Your people have questions. And they’re not just about the next children’s ministry event or where to take their canned goods for the food pantry. They have questions about giving – big questions about why they should give and what happens to their money when they give.
As their pastor, it’s your responsibility to make sure they have answers to these questions. This is an opportunity for you to make sure your people are being guided and encouraged on their generosity journey, all while making sure your God-sized vision for ministry is being funded.
So here are 5 questions your people are likely asking, based on 5 things people need to know before they will give. (Trust me – most of your people are asking at least one of these questions!)
1. CAN I TRUST YOU?
The news is unfortunately frequent with stories of improper use of charitable gifts – the Wounded Warriors Project being the most recent example. People want to give where they know their gifts will be stewarded well. Be transparent. Work to build integrity and trust in your personal leadership, and in those in positions of leadership. Communicate well, and often.
Follow through. Do what you say you are going to do. Don’t ask people to do something you yourself are not doing. (Be an example.) People give to those they can believe in and trust. How have you shown your church is trustworthy in the last six months?
2. WHAT’S THE VISION?
Givers give when the mission of the organization aligns with their passions. Most people aren’t as motivated by need; they give to vision. It’s not about the money, but what the money will accomplish. It’s not about facilities, but the ministry the facilities allow.
Can your people afford to give? Can they afford not to? Here’s the current reality: Nearly half of Americans would have trouble finding $400 to pay for an emergency.
That statement caught my eye in a personal and revealing article called “The Secret Shame of Middle-Class Americans“ that recently appeared in the Atlantic. And as a ministry leader, this should sound a huge wake up call.
In this article, which is lengthy but definitely worth the read, the author admits his dismal failure in managing his own personal finances. He takes us on a very raw and personal journey through his trials of financial management on which we soon learn that, while his outside appearance reflected a financially secure lifestyle, behind the curtain hid the true realities of living paycheck to paycheck. And he’s one of almost half of all Americans.
Statistics shared include:
- When asked how they would respond to a $400 emergency, 47 percent of respondents said that either they would cover the expense by borrowing or selling something, or they would not be able to come up with the $400 at all. (Federal Reserve Board survey)
- Only 38 percent of Americans would cover a $1,000 emergency-room visit or $500 car repair with money they’d saved. (Bankrate survey, 2104)
- A total of 55 percent of households don’t have enough liquid savings to replace a month’s worth of lost income. (Pew Charitable Trusts, 2015)
- Of 56 percent of people who said they’d worried about their finances in the previous year, 71 percent were concerned about having enough money to cover everyday expenses. (Pew Charitable Trusts, 2015)
- The American Psychological Association conducts a yearly survey on stress in the United States. The 2014 survey—in which 54 percent of Americans said they had just enough or not enough money each month to meet their expenses—found money to be the country’s number one stressor. Seventy-two percent of adults reported feeling stressed about money at least some of the time, and nearly a quarter rated their stress “extreme.”
With experience leading over 3,000 capital campaigns and generosity initiatives, the Generis team has learned a thing or two about funding ministry. Now you can benefit from that knowledge – through the Ultimate Church Capital Campaign Guide.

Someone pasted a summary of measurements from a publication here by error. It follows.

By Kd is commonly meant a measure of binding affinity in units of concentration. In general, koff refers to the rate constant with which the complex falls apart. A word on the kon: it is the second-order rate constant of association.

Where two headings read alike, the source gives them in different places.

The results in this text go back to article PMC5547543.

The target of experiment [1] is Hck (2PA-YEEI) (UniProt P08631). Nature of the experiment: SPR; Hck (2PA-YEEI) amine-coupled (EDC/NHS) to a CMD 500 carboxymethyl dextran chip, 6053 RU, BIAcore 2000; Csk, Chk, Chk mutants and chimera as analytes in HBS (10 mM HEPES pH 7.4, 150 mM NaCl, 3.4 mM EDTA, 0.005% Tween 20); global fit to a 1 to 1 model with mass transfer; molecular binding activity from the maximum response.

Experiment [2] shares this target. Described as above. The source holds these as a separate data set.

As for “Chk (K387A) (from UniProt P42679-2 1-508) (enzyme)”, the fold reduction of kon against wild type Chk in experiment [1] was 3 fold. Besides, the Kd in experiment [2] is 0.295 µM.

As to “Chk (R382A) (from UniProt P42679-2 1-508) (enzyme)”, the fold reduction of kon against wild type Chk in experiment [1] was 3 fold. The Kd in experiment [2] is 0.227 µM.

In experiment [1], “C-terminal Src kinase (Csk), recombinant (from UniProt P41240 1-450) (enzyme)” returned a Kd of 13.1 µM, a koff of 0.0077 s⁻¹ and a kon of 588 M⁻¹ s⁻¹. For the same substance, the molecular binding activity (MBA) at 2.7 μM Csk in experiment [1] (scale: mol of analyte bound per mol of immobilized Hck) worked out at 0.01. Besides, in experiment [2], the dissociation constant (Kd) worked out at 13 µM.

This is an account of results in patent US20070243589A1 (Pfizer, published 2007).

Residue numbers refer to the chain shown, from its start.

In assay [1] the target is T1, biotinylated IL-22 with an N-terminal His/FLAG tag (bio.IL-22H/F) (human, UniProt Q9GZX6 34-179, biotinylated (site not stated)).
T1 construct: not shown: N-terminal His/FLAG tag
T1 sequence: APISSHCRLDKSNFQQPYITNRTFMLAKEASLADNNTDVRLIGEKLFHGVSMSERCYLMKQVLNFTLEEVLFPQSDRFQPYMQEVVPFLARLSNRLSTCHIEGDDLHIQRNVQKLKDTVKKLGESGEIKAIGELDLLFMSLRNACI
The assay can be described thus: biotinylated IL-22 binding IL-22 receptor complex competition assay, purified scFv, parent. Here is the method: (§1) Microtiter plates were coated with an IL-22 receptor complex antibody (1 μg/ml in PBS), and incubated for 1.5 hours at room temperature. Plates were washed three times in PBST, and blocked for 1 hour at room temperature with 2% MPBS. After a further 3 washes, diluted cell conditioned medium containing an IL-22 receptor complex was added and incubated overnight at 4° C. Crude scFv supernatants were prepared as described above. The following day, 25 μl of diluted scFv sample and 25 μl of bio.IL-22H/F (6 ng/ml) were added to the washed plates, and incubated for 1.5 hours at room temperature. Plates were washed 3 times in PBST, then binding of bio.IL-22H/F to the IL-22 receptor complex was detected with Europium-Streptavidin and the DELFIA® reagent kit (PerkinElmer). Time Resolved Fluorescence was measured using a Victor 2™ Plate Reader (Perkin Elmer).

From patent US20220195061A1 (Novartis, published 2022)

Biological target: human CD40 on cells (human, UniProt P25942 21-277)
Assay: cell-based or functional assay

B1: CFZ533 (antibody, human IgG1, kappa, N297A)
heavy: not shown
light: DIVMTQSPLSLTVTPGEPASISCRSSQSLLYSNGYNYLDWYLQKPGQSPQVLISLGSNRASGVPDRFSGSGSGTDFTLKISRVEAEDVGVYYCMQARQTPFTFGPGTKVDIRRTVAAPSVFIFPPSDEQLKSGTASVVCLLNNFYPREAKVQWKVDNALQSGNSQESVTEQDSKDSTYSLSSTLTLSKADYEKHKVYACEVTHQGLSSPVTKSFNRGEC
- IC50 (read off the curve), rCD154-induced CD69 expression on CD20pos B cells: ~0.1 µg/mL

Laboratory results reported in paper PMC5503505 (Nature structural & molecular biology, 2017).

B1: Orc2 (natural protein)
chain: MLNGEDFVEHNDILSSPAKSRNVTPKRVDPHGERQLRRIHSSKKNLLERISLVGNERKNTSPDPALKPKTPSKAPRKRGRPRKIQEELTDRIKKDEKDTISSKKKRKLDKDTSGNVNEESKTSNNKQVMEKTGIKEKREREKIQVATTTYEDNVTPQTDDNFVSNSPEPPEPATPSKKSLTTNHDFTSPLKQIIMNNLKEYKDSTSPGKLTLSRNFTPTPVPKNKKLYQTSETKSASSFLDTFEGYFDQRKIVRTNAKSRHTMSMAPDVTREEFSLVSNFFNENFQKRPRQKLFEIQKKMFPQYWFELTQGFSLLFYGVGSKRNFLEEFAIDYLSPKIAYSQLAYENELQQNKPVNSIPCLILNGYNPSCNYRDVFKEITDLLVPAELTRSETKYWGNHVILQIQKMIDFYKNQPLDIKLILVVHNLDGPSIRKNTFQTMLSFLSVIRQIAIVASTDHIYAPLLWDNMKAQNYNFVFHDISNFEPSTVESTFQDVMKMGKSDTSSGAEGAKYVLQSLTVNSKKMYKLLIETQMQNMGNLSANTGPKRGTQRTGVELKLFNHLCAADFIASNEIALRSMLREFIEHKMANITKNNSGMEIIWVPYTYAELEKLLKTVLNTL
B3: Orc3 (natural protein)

Campaigns can be approached from many angles and with differing attitudes – excitement, optimism, hope, caution, hesitation, and even skepticism. Some church leaders have previous experience funding projects and ministry that influences those ideas and attitudes, while others are looking for a new, fresh approach altogether. And let’s not forget that many pastors don’t like talking about money (and many of their people don’t want to hear the pastor talk about money).
Whatever your perceptions around capital campaigns, this new guide (now available to you as a free download) will provide you with a wealth of information, including whether your plan is on track, should be delayed, is wise, or is unwise. It will answer some questions you don’t even realize you have!
This 69-page resource covers topics like:
- common campaign mistakes
- the role of the pastor
- developing major gifts
- a campaign’s spiritual impact
- the importance of prayer
- the time needed to implement a successful effort
A church campaign should be transformational, not transactional. This e-book will explain how a capital campaign can actually affect heart-level change and further disciple your people in the area of generosity.
This guide was designed to equip you with the knowledge Generis has gained through 3,000+ successful capital campaigns while providing a tool to help you fund your church into its next phase of ministry expansion.
Looking for more resources like this one? Check my resources page for more great material!
Looking for more information or personal assistance? Let me know. I’d love to help you and your church fund its God-sized vision!
The topic of an annual report isn’t a new one for my blog. We’ve talked about it before (and even before that). But I want to talk today about something I haven’t hit on all that much before – the appearance of your church’s annual report.
To many lead pastors, executive pastors, and business administrators, this may sound odd. But it’s important to see your annual report through the eyes of your givers.
I’ve said it before, and it may sound cliche, but it’s the truth. Photos and videos evoke heart-level emotion. And that’s right where you need to be. More importantly, when people see an annual report that is visually appealing and intriguing, they’re much more likely to read it and much less likely to discard it.